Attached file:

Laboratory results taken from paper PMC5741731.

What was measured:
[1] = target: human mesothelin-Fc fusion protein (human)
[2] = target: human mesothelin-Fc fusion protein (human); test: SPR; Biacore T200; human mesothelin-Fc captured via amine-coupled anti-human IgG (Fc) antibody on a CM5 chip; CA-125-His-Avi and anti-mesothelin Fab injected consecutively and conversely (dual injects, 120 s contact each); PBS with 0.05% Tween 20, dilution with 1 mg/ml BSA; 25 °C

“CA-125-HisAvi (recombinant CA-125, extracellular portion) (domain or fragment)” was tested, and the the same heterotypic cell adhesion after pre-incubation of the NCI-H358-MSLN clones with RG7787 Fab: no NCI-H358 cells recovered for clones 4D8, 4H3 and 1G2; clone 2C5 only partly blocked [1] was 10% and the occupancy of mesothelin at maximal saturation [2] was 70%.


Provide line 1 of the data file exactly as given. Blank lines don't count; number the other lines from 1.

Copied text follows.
Laboratory results taken from paper PMC5741731.